To restate this in a more classical sense, the will is the rational appetite. The will rules the sensitive appetites, but through a sort of political command (as Aquinas puts it). The sensitive appetites are broken into irascible and concupiscible. Thirst, hunger, sex, and other appetites which have a biological component are grouped into concupiscible area. "All the manifestations of the sensitive appetites are called passions. There are six passions for the concupiscible appetites: love and hatred, desire and aversion, joy and sadness; and five for the irascible appetites: hope and despair, courage, fear, and anger (Summa Theol., I-II, Q. xxiii, a. 4)." (from New Advent).
Before the fall of man, these appetites led us to God, but since we have sinned, we can no longer be so certain. All appetites are influenced by habits, and some habits are sinful. It takes a large amount of time (perhaps 40 years) to convert the habits and appetites. While we can't expect immediate results from deep prayer, we can get success by practicing successful strategies. To demonstrate this with a negative example, we need to resist temptation at the first opportunity. We can't enjoy the temptation for as long as possible and hope to turn away from it at the last instant. As Jesus pointed out, the enjoyment of the temptation is a sin by itself.
Sin can only feel good by indulging a sinful appetite. Years of sinful habit by ourselves and our ancestors have twisted the appetites to long for something sinful. To become holy, we must change the habits, but our will power will not be able to do so. Since these appetites are the tendencies of our intelligent recursion, we can't escape them, because we are no more than our parts. Jesus said that for man it is impossible, but for God all things are possible.
We begin to correct these bad habits by taking a solemn vow to reject them in our Baptismal vows. In Baptism, God also changes the character of the appetites to be more receptive of the Divine relationship. Baptism gives us a chance, but it is only the beginning.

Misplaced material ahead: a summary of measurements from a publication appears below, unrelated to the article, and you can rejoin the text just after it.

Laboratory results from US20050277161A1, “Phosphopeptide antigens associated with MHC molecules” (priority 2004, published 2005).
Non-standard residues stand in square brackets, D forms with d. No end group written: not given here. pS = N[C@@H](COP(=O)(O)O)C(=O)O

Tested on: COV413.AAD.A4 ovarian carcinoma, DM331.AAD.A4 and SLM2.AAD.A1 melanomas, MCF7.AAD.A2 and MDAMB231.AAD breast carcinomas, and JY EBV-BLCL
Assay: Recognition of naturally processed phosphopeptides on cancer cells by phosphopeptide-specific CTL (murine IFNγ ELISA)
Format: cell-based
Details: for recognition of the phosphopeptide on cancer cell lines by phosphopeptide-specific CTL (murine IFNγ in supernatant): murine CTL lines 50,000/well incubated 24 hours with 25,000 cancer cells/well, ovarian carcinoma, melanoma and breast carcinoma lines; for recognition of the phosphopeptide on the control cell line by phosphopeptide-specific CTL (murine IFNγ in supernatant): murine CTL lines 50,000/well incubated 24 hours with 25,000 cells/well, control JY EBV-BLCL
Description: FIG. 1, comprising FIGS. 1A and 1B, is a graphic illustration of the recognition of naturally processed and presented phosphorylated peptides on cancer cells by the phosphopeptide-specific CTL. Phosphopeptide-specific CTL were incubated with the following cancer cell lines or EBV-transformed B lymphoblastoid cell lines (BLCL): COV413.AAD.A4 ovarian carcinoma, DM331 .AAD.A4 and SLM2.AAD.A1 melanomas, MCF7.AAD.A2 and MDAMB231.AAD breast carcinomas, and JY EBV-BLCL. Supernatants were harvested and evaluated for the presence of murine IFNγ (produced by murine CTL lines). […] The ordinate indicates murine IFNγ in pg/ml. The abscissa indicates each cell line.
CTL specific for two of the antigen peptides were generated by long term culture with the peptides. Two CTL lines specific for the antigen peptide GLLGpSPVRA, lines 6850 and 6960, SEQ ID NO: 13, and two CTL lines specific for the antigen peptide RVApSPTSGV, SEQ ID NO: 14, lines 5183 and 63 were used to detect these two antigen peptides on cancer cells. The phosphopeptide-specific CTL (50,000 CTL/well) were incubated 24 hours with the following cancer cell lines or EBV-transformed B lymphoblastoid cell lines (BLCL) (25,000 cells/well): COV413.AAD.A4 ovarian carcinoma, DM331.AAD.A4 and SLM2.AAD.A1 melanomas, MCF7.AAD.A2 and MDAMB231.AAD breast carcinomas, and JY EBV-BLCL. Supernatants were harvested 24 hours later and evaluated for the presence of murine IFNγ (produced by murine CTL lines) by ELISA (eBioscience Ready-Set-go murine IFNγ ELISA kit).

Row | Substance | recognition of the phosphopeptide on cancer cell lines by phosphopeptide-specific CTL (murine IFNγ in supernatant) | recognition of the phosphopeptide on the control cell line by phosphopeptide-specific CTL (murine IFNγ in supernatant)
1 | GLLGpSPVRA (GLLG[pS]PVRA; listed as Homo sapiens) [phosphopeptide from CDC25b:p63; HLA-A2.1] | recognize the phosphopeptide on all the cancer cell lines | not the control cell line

The Baptismal vow is an attempt of a holy will, but most of the work still lies in front of us. By fully participating in the Church, we gain the graces that will definitely help, but we know from experience that many sinful things still remain within us.
As we begin deep prayer, we need to remember our ongoing struggle. Our will is not strong enough to save us, but it is strong enough to establish a relational strategy with our Saviour. As we have strong experiences within holy relationships (especially Jesus and Mary), we will begin to have the power to change some of our sinful habits which in turn correct our appetites. For sure, the power is from the relationship and not from our will.
When we focus to reach spiritual poverty, these same unholy appetites distract us from our quest. The prayer solution is no different than the stategy we deploy to save our souls. In other words, we strive to reach spiritual poverty by stimulating our relationship with God. We will never reach spiritual poverty through concentration because the will does not have absolute control over the sensitive appetites. Spiritual poverty can only be reached through our relationship with our God. To be more precise, spiritual poverty occurs when our sensitive appetites begin to long for God.
From above (the quote from Aquinas), we know the sensitive appetites are engaged in holy pursuit when we have a passionate prayer time. To put this another way, we know we are beginning to have success when our prayer times become more passionate. We have all experienced something similar to this; when we are the most passionate, we are the least distracted.
Passionate prayer experiences occur when the sensitive appetites voluntarily join the holy will in the quest for spiritual poverty which begs the question of how we encourage the sensitive appetites to volunteer. We don't want to be too quick to assume that we appeal to the sensitive appetites through the senses, because sensitive appetites are a feature of the soul. On the other hand, the soul is not divorced from the senses. Our key is that the sensitive appetites longed for God before the fall and still primarily belong to their intended function. This is why music, nature, and other sublime experiences often take our minds to the spiritual realm. With the exception of diabolical influences, humans are universally attracted to certain sensual experiences that relate to one attribute of God or another, and even in diabolical cases, the original intent seeks a divine attribute. With these things in mind, we know that we can petition the sensitive appetites with practical techniques and supernatural practices. The practical techniques are the subject of the focus, and the supernatural practices will be left to the section dedicated to virtue.